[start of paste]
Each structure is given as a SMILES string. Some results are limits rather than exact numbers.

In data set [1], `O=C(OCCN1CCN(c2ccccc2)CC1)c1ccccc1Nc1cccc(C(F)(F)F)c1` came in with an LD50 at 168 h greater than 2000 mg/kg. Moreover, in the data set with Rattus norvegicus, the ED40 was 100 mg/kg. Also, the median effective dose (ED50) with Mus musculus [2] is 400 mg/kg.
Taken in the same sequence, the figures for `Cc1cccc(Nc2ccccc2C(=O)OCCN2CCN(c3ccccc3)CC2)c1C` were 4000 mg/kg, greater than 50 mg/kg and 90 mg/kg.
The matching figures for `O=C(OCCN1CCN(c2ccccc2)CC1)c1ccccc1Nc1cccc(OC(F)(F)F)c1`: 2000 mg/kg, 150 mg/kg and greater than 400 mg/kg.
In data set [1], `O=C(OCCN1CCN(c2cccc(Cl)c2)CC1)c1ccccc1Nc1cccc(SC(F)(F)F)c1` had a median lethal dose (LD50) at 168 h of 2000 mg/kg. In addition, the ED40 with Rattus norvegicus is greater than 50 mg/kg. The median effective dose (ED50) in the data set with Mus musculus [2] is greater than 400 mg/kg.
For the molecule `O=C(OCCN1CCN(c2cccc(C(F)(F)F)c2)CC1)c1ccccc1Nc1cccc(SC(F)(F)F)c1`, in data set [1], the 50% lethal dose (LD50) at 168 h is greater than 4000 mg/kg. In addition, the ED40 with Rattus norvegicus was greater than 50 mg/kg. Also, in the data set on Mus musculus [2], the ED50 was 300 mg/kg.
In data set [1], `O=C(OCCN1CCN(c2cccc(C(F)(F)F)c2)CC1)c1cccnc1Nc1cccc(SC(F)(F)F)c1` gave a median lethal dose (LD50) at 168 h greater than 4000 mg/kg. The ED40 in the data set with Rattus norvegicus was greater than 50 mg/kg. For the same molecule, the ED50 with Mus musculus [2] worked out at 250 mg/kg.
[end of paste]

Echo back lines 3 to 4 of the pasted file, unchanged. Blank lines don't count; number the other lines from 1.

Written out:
Taken in the same sequence, the figures for `Cc1cccc(Nc2ccccc2C(=O)OCCN2CCN(c3ccccc3)CC2)c1C` were 4000 mg/kg, greater than 50 mg/kg and 90 mg/kg.
The matching figures for `O=C(OCCN1CCN(c2ccccc2)CC1)c1ccccc1Nc1cccc(OC(F)(F)F)c1`: 2000 mg/kg, 150 mg/kg and greater than 400 mg/kg.